Feeling the Presence of Jesus

Question & Answer

 

Q: By Vicky

How can I feel the presence of Jesus in my life? Every time I want to know Jesus, I suddenly start having doubts he ever existed. Thank you for reading this.

A: By Rev. Irene Monroe

Dear Vicky,

Evidence of the “Historical Jesus” has been debated for millennia. Doubts about Jesus’s existence can be seen by many hard-line Christian conservatives as a sign of apostasy- resulting, at best, in harsh condemnation, and, at worse, in excommunication. With the lack of reliable early sources, the anonymity of the scribes, each promoting their gospel spin, and records of how soon after Jesus’s crucifixion his life was documented, the search for the ‘Historical Jesus” will go on for many more millennia. However, early sources do indicate that Jesus lived in the 1st century C.E. in Palestine. Each of the four gospels consistently depicts the type of man Jesus was: he walked fiercely in the face of danger; he spoke truth to power, and he demanded justice.

I feel the presence of Jesus in the work of social justice that takes place out in the world, like at soup kitchens, battered women’s shelters, and shelters for the homeless, to name a few. The foundation for my life’s work is the biblical mandate in Matthew 25:35-45 where Jesus said: “For I was hungry, and you gave me something to eat, I was thirsty, and you gave Me something to drink, I was a stranger, and you took me in… In truth I tell you, in so far as you failed  to do it for the least of these, however insignificant, you failed to  do it for me.”

Social justice provides the foundation for a healthy and multicultural society which Jesus wanted.  Social Justice grows out of the sense that each person – regardless of their race, class, gender, sexual orientation, and religious belief  – is of equal value which we read in John 4:1-42  about the Samaritan woman at the well . And, social justice challenges us with the demand and moral imperative that we must provide all people with equitable opportunities and rights that do not truncate their life, liberty, and pursuit of happiness, which would enable them to realize their full human potential, and capacity to participate in society.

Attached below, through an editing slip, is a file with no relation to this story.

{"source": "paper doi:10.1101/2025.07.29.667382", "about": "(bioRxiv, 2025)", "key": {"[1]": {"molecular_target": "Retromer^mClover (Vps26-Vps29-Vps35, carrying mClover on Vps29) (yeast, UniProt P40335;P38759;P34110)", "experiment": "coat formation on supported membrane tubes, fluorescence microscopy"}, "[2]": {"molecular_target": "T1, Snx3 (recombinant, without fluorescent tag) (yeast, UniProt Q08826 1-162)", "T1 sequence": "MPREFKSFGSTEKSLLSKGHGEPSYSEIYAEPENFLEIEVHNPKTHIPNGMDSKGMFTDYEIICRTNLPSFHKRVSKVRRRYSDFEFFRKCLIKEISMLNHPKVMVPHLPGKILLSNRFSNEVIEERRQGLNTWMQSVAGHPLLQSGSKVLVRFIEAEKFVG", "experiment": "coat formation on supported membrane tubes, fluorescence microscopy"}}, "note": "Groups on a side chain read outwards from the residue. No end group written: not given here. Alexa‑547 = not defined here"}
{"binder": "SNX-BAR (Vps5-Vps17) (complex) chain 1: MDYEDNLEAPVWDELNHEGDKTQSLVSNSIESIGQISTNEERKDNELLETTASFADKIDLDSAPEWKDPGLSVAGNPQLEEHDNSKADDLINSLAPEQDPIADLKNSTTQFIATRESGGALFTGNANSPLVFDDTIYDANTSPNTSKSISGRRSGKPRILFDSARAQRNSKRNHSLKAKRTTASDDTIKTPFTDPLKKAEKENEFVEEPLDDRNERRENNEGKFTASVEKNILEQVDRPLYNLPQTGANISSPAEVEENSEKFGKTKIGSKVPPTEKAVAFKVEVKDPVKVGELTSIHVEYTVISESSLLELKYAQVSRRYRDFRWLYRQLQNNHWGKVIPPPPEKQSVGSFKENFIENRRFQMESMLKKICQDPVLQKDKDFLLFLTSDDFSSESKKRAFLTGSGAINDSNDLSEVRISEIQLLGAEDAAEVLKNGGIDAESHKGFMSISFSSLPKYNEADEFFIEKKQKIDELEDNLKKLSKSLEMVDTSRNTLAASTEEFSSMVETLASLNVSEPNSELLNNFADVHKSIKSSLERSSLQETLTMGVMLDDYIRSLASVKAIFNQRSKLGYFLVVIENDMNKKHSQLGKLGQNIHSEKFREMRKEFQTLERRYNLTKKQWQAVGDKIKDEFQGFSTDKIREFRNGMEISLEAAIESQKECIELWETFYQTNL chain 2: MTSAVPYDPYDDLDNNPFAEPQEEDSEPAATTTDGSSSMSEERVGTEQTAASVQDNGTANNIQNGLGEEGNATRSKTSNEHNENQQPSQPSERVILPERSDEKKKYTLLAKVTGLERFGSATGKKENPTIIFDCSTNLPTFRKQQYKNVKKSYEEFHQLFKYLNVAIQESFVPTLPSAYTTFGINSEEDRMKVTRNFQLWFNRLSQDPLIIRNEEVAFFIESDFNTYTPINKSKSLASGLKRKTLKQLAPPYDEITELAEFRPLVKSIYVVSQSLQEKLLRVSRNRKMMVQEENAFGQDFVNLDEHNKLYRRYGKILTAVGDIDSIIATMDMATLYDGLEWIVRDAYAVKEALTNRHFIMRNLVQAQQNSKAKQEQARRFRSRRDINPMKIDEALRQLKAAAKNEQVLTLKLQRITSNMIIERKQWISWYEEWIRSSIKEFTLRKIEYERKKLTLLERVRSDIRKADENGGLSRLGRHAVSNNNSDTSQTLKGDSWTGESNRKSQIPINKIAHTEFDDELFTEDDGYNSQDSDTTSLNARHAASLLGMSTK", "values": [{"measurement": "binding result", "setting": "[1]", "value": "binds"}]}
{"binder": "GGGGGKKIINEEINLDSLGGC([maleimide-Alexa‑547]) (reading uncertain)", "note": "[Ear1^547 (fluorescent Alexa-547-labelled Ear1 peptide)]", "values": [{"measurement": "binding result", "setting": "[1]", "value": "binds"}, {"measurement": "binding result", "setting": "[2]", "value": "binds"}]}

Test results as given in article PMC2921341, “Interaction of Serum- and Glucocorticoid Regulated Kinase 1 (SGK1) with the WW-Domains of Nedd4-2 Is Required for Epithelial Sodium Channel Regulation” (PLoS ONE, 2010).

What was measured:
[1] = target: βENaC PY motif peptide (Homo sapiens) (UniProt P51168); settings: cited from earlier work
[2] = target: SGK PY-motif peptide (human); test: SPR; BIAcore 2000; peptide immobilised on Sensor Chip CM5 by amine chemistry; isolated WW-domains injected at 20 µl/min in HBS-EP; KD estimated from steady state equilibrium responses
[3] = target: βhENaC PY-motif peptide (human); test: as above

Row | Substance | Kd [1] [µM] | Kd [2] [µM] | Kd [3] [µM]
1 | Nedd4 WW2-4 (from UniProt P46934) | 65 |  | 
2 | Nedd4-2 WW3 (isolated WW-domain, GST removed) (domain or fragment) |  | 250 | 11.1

From the depiction of Jesus in the Bible, we learn that Jesus who – hung out with the wrong people, healed at the wrong time, visited the wrong places, and said the wrong things – was about radical inclusion. The Gospels are replete with examples of Jesus listening to the voices of the damned, the disinherited, the disrespected, and the dispossessed.

For me, the presence of Jesus is felt the most when our acts of social justice appropriately address the rights of the most disadvantaged in our society. Our job out in the world is to remember that our longing for the presence of Jesus is also inextricably tied to his biblical mandate in Matthew 25.

~ Rev. Irene Monroe

About the Author
The Reverend Monroe is an ordained minister. She does a weekly Monday segment, “All Revved Up!” on WGBH (89.7 FM), a Boston member station of National Public Radio (NPR), that is now a podcast, and a weekly Friday commentator on New England Channel NEWS (NECN). Monroe is the Boston voice for Detour’s African American Heritage Trail, Guided Walking Tour of Beacon Hill: Boston’s Black Women Abolitionists (Boston) – Detour.
Monroe’s a Huffington Post blogger and a syndicated religion columnist. Her columns appear in cities across the country and in the U.K, Ireland, Canada. Monroe writes a column in the Boston home LGBTQ newspaper Baywindows, Cambridge Chronicle, and Opinion pieces for the Boston Globe.
Monroe stated that her “columns are an interdisciplinary approach drawing on critical race theory, African American, queer and religious studies. As a religion columnist I try to inform the public of the role religion plays in discrimination against lesbian, gay, bisexual, transgender and queer people. Because homophobia is both a hatred of the “other” and it’s usually acted upon ‘in the name of religion,” by reporting religion in the news I aim to highlight how religious intolerance and fundamentalism not only shatters the goal of American democracy, but also aids in perpetuating other forms of oppression such as racism, sexism, classism and anti-Semitism.” Her papers are at the Schlesinger Library at Radcliffe College’s research library on the history of women in America. Click here to visit her website.

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